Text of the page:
(This is a continuing series of articles on the Forest Rights Act. This is the first part of the series.)
The Scheduled Tribes and Other Traditional Forest Dwellers (Recognition of Forest Rights) Act, 2006 is unique in being a legislation that guarantees traditional local communities, the right over forest land on which they have been dependent since ancient times. The notification of Rules for the implementation of the Forest Rights Act, 2006 came on 1st Jan 2008.
SIGNIFICANCE OF THE ACT
For the first time Forest Rights Act recognizes and secures-
Since times immemorial, the tribal communities of India have had an integral and close knit relationship with the forests and have been dependent on the forests for livelihoods and existence. The relationship was mutually beneficial and not one sided. However, rights were rarely recognized by the authorities and in the absence of real ownership of the land, the already marginalized local dwellers suffered. Even the Forest Conservation Act did not correct it and sought to further dissociate the tribals from their traditional linkages to their land.
The Act was opposed vehemently initially for the reason that it will deteriorate the condition of India’s forests. “This is despite the fact that over 60% of the country’s forest cover is found in 187 tribal districts where less than 8% of national population lives. This reflects the culture of the tribals to conserve forest.” It can be argued that if the above reasoning holds good, then the forest cover should have shown a significant improvement after independence since the forest bureaucracy has been running it since then and the indigenous people have been kept out. This however, has not been the case.
The Act was necessary because the earlier forest acts are an anachronism in independent India. While the British drafted their acts for the exploitation of forests and not their conservation, even the Forest Act of 1980 perpetuated this injustice by not recognizing people’s rights and giving paramountcy to conservation with utter disregard for the people. “Under the Indian Forest Act, areas were often declared to be “government forests” without recording who lived in these areas, what land they were using, what uses they made of the forest and so on.82% of Madhya forest blocks and 40% of Orissa’s reserved forests were never surveyed; similarly 60% of India’s national parks have till today (sometimes after 25 years, as in Sariska) not completed their process of enquiry and settlement of rights.”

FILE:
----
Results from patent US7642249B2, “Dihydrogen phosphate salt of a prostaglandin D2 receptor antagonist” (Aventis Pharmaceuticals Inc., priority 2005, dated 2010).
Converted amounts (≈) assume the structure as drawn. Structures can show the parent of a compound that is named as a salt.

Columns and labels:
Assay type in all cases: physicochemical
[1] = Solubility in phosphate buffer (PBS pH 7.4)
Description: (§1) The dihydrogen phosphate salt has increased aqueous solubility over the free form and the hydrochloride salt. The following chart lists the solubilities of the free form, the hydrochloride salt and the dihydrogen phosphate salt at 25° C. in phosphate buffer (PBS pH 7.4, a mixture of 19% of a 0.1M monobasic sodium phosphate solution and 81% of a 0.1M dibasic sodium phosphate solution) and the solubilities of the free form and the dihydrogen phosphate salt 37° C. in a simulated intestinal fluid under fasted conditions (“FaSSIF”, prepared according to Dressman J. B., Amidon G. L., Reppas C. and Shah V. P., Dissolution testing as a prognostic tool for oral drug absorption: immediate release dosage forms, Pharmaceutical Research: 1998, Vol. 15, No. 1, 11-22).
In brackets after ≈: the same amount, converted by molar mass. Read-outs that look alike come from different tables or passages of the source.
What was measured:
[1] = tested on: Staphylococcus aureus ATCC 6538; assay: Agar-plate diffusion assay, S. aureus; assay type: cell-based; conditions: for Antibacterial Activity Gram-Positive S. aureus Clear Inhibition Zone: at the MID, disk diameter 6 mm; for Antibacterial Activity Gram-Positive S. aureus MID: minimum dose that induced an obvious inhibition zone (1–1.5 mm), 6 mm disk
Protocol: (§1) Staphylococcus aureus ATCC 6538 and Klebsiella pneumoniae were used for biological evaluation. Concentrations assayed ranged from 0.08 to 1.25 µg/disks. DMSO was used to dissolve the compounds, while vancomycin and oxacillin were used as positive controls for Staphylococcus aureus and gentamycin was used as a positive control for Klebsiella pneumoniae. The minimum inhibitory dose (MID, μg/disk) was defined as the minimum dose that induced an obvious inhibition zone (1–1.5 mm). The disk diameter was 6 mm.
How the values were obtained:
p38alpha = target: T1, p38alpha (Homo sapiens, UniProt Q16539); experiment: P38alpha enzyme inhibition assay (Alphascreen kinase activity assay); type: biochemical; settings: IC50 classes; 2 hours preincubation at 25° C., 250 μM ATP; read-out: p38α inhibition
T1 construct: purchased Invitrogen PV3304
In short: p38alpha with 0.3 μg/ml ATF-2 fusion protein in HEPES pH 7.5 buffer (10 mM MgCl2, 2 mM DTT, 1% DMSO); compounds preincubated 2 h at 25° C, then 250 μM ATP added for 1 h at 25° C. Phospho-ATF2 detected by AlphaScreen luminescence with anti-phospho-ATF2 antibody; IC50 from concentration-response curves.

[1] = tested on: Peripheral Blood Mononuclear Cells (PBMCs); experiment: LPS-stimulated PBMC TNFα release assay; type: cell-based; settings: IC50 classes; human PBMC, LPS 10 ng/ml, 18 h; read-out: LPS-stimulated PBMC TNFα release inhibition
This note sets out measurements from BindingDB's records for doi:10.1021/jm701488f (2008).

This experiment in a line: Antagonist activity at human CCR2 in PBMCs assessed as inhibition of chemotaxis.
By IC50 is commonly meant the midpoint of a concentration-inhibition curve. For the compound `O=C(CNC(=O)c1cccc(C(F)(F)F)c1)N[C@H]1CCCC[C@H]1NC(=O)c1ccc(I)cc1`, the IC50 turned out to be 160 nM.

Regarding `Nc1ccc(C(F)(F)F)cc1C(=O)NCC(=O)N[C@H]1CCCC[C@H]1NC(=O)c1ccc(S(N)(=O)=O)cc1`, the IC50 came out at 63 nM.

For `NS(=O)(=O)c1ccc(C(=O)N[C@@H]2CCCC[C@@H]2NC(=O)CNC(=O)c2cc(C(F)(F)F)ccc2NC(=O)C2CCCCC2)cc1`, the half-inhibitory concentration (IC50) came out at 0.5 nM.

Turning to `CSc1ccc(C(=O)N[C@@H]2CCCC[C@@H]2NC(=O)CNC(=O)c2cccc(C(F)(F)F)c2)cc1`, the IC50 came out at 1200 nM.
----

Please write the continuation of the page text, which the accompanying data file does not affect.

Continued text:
The most significant and perhaps both positive and negative feature of the Act is the inclusion of ‘other traditional forest dwellers.’ An Other Traditional Forest Dweller is defined as “…any member or community who has for at least three generations prior to the 13th day of December, 2005 primarily resided in and who depends on the forest or forests land for bonafide livelihood needs. Explanation: For the purpose of this clause, “generation” means a period comprising of twenty five years.”  This definition does not exclude cases where people may have encroached upon land that may not be rightfully theirs and it does not also include the rightful owners. In the absence of any real written evidence, it would be difficult for the claimants to provide evidence of their 75 years stay which dates back to the pre- independence period.
The Parliament has earlier enacted what is known as the PESA Panchayats (Extension to the Scheduled Areas) Act 1996, which has tried to recognize the rights of the tribals to govern themselves. The Forest Rights Act takes over from PESA and was made to endow the tribals with the rights that have long been denied to them.
 AIPTN (2006), Indigenous Issues: INDIA’S FOREST RIGHTS ACT OF 2006: Illusion or solution?[Online: web] Accessed 16 Sep 2012, URL:http://www.aitpn.org/Issues/II-09-06-Forest.pdf
 Campaign for Survival and Dignity, The Forest Rights Act, What is the Forest Rights Act about? Why is this law necessary? [Online: web] Accessed 16 Sep 2012, URL:http://www.forestrightsact.com/what-is-this-act-about
 Forest Rights Act, 2006
Read part 2 of the series here
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